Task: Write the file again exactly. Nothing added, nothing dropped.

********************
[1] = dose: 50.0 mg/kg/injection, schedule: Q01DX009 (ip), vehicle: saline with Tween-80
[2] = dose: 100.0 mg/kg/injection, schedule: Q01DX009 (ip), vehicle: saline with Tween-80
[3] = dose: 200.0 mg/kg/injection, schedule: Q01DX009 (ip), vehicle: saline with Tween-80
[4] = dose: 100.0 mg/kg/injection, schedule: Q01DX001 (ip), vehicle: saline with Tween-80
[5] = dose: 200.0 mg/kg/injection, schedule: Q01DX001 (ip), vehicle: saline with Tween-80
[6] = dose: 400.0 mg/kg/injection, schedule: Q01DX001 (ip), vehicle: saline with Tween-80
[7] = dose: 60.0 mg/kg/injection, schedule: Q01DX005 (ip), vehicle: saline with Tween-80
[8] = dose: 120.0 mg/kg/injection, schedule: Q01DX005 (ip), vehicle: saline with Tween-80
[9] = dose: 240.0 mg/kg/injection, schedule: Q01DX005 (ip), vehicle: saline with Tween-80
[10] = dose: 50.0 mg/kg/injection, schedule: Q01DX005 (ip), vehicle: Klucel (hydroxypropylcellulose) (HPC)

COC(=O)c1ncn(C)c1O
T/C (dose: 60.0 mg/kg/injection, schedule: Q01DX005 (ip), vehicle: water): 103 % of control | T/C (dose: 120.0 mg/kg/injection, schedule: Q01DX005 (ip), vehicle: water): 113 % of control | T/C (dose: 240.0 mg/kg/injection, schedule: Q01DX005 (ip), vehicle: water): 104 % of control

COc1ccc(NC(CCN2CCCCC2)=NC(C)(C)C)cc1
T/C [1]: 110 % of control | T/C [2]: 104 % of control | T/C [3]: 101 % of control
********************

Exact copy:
[1] = dose: 50.0 mg/kg/injection, schedule: Q01DX009 (ip), vehicle: saline with Tween-80
[2] = dose: 100.0 mg/kg/injection, schedule: Q01DX009 (ip), vehicle: saline with Tween-80
[3] = dose: 200.0 mg/kg/injection, schedule: Q01DX009 (ip), vehicle: saline with Tween-80
[4] = dose: 100.0 mg/kg/injection, schedule: Q01DX001 (ip), vehicle: saline with Tween-80
[5] = dose: 200.0 mg/kg/injection, schedule: Q01DX001 (ip), vehicle: saline with Tween-80
[6] = dose: 400.0 mg/kg/injection, schedule: Q01DX001 (ip), vehicle: saline with Tween-80
[7] = dose: 60.0 mg/kg/injection, schedule: Q01DX005 (ip), vehicle: saline with Tween-80
[8] = dose: 120.0 mg/kg/injection, schedule: Q01DX005 (ip), vehicle: saline with Tween-80
[9] = dose: 240.0 mg/kg/injection, schedule: Q01DX005 (ip), vehicle: saline with Tween-80
[10] = dose: 50.0 mg/kg/injection, schedule: Q01DX005 (ip), vehicle: Klucel (hydroxypropylcellulose) (HPC)

COC(=O)c1ncn(C)c1O
T/C (dose: 60.0 mg/kg/injection, schedule: Q01DX005 (ip), vehicle: water): 103 % of control | T/C (dose: 120.0 mg/kg/injection, schedule: Q01DX005 (ip), vehicle: water): 113 % of control | T/C (dose: 240.0 mg/kg/injection, schedule: Q01DX005 (ip), vehicle: water): 104 % of control

COc1ccc(NC(CCN2CCCCC2)=NC(C)(C)C)cc1
T/C [1]: 110 % of control | T/C [2]: 104 % of control | T/C [3]: 101 % of control